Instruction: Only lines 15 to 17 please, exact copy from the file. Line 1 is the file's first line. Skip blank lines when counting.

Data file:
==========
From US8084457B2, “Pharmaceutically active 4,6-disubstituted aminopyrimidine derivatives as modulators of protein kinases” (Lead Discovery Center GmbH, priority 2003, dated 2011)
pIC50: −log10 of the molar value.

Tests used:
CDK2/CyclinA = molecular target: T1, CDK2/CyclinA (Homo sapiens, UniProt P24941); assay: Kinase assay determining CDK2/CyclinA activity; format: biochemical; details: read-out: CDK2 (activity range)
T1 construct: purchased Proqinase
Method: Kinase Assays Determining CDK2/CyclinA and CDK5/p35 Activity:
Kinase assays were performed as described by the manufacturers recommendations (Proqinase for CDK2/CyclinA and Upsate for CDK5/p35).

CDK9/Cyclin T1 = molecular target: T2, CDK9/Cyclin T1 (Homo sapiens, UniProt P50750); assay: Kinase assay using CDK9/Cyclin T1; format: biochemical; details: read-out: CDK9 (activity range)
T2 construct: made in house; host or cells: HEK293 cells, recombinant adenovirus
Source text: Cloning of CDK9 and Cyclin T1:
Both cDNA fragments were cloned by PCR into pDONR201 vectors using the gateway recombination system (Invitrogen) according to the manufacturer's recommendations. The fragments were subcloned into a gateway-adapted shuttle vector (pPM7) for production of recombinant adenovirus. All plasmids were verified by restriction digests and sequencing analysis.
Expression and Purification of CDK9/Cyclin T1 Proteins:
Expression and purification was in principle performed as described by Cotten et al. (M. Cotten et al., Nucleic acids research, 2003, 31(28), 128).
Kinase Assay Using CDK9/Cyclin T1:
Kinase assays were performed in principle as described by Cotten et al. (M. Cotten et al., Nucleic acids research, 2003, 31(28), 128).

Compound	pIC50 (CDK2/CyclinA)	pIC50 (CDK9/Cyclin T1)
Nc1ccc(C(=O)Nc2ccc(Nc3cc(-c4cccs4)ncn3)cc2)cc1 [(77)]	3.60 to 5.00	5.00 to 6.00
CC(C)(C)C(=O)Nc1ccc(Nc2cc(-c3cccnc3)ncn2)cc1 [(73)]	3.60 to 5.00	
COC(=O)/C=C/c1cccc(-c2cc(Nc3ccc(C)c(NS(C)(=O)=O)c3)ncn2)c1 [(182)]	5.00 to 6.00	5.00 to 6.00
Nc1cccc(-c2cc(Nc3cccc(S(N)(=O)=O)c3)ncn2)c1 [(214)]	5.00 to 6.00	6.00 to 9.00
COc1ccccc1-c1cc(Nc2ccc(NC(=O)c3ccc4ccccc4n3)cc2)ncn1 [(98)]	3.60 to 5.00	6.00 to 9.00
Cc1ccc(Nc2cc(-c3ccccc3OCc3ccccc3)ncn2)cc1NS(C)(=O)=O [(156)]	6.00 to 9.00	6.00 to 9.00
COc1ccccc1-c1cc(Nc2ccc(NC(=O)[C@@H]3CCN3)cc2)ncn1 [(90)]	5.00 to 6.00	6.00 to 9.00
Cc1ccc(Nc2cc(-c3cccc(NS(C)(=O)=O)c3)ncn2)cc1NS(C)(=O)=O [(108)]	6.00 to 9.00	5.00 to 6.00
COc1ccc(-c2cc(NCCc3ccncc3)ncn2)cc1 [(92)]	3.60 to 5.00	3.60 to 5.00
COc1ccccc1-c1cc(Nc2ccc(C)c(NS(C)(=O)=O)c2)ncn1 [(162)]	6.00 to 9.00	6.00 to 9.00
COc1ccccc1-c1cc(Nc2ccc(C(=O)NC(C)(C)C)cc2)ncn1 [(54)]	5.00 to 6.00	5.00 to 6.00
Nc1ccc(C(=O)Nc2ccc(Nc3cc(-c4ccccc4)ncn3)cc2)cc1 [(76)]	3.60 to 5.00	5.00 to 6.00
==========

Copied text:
Kinase assays were performed in principle as described by Cotten et al. (M. Cotten et al., Nucleic acids research, 2003, 31(28), 128).

Compound	pIC50 (CDK2/CyclinA)	pIC50 (CDK9/Cyclin T1)
Nc1ccc(C(=O)Nc2ccc(Nc3cc(-c4cccs4)ncn3)cc2)cc1 [(77)]	3.60 to 5.00	5.00 to 6.00